Veterinary Assisting Lead Instructor Pammie Payne Leads by Example, Sharing Lifelong Love for Animals with Spokane Students
When singer Marc Anthony said “Do what you love and you’ll never work a day in your life”, he could very well have been thinking about Pammie Payne.
For nearly 40 years, Pammie has channeled her passion for animals into an eclectic career that has encompassed working in veterinary clinics and animal hospitals, and serving as an animal care specialist for the Oregon Wildlife Foundation and Northeastern Wildlife. For the past 18 years, she has also been lead instructor at Carrington’s Veterinary Assisting program in Spokane, Washington.
We talked with Pammie about her love for animals, her long teaching career, and the most important lesson every Veterinary Assistant must learn:
Have you always been an animal lover?
Always! My mom used to get upset when was little because I wanted to play with snakes and frogs. But even back then, if it moved, I loved playing with it and taking care of it!
How many pets do you currently have?
I have a miniature poodle, ferrets, frogs, and an alligator named SeeMoreTeeth. He’s a sweet beast. I’ve had him 13 years and he’s grown to be five feet long. He lives in a
nine-foot round swimming pool. He loves my granddaughter and vocalizes when he sees people he knows. People always ask if I’m afraid he’ll bite me. He’s never tried. He eats bait fish and has a great life. SeeMore has even visited nursing homes for educational presentations I occasionally conduct.
What is a typical day like for you?
I’m currently teaching four classes with a total of 32 students. A new class begins every six weeks, so there’s always something happening. I’m currently on campus two days a week and I also tutor remotely. I leave my home in Kellogg, Idaho at 4:30 a.m. and drive through the mountain pass into Washington. It’s 130 miles round trip. I rarely run into traffic, but snow can be an issue—and I always have to be on the lookout for deer, elk or moose crossing the road. I just allow plenty of time and enjoy the beautiful scenery.
The other days, I work from home. Organizing and managing our externship program also requires a lot of time and energy. Students in our program do a last-term externship at area veterinary clinics. I also coordinate with Carrington’s Career Services team to help place students in jobs after they graduate.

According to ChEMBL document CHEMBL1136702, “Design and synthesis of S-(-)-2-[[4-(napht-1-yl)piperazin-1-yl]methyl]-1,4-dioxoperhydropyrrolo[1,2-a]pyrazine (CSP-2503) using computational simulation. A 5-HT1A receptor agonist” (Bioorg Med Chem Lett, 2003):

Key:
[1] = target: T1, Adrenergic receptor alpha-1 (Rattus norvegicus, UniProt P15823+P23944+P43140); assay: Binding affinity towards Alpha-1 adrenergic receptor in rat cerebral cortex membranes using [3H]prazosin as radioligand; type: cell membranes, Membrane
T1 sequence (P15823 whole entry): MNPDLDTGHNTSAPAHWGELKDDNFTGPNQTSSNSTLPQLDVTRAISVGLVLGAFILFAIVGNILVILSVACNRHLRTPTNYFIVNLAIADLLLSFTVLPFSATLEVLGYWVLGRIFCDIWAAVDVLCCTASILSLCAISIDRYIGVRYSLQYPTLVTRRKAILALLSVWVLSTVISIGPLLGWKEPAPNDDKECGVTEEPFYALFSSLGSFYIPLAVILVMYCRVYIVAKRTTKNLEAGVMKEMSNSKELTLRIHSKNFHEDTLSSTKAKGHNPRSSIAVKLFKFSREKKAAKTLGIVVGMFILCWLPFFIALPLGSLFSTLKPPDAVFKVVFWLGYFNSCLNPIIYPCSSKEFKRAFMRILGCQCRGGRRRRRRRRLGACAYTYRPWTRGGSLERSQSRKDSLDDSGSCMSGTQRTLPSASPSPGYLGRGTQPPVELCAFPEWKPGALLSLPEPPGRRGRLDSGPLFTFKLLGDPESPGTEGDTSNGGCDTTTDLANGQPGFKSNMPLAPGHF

What is the biggest misconception students have to overcome when they begin your program?
I think many students initially assume that they’ll only be providing care to dogs and cats. Over my years as a Vet Tech, I’ve taken care of dozens of different species—everything from giraffes, rhinos and a Siberian lynx to ferrets, guinea pigs, skunks, woodchucks, and rabbits. A lot of people would also be surprised at how many reptiles—turtles, lizards, snakes and crocodiles—are taken to vets for care.
Once they graduate from your program, what are Veterinary Assistants prepared to do?
After completing our program, students are prepared for the clinical, lab, and administrative duties required of a Veterinary Assistant. They’ve learned animal anatomy and physiology, nursing skills, pharmaceutical chemistry, and surgical skills. Veterinary Assistants help veterinarians and veterinary technicians provide preventive medicine and care for animals who are sick or injured. Their responsibilities include feeding and bathing animals to checking in patients, helping administer medication, monitoring animals after surgery, and cleaning and sterilizing surgical rooms.
You’ve been around people who work with animals for many years. What types of people tend to be attracted to veterinary professions?
My experience is that people who are drawn to the veterinary professions tend to be, by nature, gentle and nonjudgmental. Animals love unconditionally and can provide great comfort to those who have experienced trauma in their lives, and people often have a strong desire to return the favor.
What skills or qualities do good Veterinary Assistants possess?
I’ve found that many people are attracted to veterinary care and medicine because they like animals more than people. They often overlook the reality that you’re actually dealing with people all day. I think that’s the most important lesson new Veterinary Assistants must learn: you’re in the people business as much as you’re in the animal business. Every animal you see comes with a person who cares about that animal, who often has strong opinions, and who ultimately has to pay for the services and care you’re providing. Sadly, people are not always rational or even nice. Veterinary assistants and technicians have to be thick-skinned and be able to manage their emotions. You can’t carry whatever happened during your last appointment into the room next door.
What would you say to someone who might be considering becoming a Veterinary Assistant?
If you love animals, get along with people, can deal with crises and enjoy an active, fast-paced environment where no two days are ever the same, it could be a very rewarding career for you!